A Strong Canada Remembers
Ottawa, ON – November 3, 2014
Remembrance Week has begun. It will be a very meaningful one for Canadians following the tragic events of two weeks ago. The attacks on two of our soldiers – Warrant Officer Patrice Vincent and Cpl Nathan Cirillo – and our Parliament, brought home the challenges and realities of global security and made us more conscious that our national security cannot be taken for granted. At the same time, it reaffirmed the strength of character of Canadians to the world.
Canada has been forged by people coming together to face adversity head-on. I believe that the events that we just experienced have strengthened our resolve that the values we hold dear will not be undermined. They also deepened the already strong connection we have with our men and women in uniform, with Veterans and with first responders.
We live in a nation that stands for peace, freedom and tolerance. Canadians stand up for one another and support each other. I saw this clearly demonstrated two weeks ago as I watched Canadians walk into a dangerous situation at the National War Memorial in Ottawa to help and comfort a fatally wounded soldier, who only minutes before had been guarding the Tomb of the Unknown Soldier.
Canadians reached out to each other with compassion. In the National Capital Region, neighbours picked up children from school when their parents were trapped in the lockdown in Ottawa. Canadians from across the country made generous donations to the Stand on Guard Fund to help the families of the fallen soldiers.
When I saw the overwhelming show of solidarity at the National War Memorial in Ottawa, and Veterans and civilians standing guard at cenotaphs across the country, I knew that we would emerge stronger as a country. And, when I watched the solitary acts of remembrance by young people, such as 15-year old army cadet Ceilidh Bond in North Sidney, Nova Scotia, and 13-year old army cadet Jackson Reid in Port Coquitlam, British Columbia, I knew also that our future is in good hands.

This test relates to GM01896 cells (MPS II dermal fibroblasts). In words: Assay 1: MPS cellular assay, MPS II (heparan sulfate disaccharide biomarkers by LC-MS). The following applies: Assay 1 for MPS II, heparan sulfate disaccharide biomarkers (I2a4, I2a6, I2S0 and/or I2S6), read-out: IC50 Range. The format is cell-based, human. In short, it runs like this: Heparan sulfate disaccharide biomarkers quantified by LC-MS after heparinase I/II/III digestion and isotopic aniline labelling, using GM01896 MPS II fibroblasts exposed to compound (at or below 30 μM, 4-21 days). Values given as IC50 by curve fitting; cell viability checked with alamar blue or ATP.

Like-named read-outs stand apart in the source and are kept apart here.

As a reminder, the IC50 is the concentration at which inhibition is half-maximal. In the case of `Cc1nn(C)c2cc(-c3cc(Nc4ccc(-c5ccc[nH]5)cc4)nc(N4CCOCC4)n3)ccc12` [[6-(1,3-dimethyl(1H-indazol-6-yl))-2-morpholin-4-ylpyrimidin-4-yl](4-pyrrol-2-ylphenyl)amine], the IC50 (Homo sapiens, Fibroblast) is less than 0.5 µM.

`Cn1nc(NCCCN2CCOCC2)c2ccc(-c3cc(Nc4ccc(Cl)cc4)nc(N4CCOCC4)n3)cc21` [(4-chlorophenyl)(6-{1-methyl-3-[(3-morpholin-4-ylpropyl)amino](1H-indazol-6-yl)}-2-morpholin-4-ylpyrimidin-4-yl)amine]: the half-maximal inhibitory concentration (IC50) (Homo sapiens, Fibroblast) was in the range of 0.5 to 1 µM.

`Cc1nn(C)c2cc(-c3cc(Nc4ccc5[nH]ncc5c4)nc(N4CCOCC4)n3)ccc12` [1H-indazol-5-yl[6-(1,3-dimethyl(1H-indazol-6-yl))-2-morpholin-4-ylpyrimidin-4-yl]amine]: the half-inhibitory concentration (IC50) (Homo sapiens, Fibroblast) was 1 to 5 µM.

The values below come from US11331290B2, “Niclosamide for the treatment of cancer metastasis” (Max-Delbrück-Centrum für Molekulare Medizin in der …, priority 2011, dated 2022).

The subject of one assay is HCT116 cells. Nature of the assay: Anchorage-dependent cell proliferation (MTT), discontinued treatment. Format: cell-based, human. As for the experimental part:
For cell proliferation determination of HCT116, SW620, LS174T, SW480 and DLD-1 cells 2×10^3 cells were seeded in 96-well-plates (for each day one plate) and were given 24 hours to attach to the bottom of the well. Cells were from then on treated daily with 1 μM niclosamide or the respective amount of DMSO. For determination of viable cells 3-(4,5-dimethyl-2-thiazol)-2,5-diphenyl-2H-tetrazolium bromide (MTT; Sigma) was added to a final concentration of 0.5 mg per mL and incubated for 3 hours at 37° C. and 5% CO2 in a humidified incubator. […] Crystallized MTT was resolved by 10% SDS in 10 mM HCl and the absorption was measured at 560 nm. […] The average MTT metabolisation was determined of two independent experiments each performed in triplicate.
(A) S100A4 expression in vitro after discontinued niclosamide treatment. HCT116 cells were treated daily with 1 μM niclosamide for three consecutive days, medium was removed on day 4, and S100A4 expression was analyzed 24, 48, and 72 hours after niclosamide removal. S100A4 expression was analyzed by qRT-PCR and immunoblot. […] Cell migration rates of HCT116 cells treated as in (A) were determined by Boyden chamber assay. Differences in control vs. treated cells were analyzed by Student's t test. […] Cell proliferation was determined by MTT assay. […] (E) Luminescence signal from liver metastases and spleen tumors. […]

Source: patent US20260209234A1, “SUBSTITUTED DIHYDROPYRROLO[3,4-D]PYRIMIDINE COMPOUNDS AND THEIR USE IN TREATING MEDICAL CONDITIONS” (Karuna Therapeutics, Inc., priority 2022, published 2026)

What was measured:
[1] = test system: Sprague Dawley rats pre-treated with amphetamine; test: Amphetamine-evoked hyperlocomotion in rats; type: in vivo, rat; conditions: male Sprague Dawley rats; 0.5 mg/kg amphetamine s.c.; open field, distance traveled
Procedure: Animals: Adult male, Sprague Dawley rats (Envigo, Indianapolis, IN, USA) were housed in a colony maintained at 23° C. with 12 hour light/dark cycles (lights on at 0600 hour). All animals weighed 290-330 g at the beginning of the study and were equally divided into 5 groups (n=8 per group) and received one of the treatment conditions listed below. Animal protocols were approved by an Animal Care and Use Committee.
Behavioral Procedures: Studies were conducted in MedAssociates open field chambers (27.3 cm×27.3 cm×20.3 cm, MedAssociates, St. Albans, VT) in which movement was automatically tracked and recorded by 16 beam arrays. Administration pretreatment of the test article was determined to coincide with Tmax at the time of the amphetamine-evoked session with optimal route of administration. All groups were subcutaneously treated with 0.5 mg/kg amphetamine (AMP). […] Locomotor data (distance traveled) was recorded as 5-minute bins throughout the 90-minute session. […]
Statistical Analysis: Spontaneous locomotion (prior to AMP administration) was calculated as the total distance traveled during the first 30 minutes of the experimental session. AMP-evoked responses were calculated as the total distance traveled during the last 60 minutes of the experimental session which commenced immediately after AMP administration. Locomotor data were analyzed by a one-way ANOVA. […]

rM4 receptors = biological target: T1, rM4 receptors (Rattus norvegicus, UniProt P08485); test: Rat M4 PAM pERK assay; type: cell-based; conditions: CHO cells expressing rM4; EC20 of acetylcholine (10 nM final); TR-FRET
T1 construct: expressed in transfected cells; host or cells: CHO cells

I was moved by the many that came out to pay respects to Cpl Cirillo on the Highway of Heroes, as well as by the police and first responders' tribute held in St-Hubert, Quebec. From an editorial cartoon by the Halifax Chronicle Herald’s Bruce MacKinnon that captured the unbreakable bond that exists between generations of our men and women in uniform to watching Cpl Cirillo’s 5-year old son, Marcus, wearing his father’s “Glengarry Bonnet” at his funeral, we were all deeply affected.
I encourage everyone to participate in Remembrance Week this year. It is important that we show our respect and support to not only our fallen Veterans who have gone before, but also to those who walk amongst us today. It is also important that we use Remembrance Week and Remembrance Day this year as a time to honour members of the Canadian Armed Forces, Royal Canadian Mounted Police and the other first responders who are ready to help and protect us at any time.
For my part, in coming weeks and months, I am going to re-double my efforts to ensure that Veterans and their families receive the support they need. Let us strengthen our resolve to ensure that those who stood on guard for us in the past, as well as those who stand on guard for us today, have no reason to ever doubt our commitment to them.
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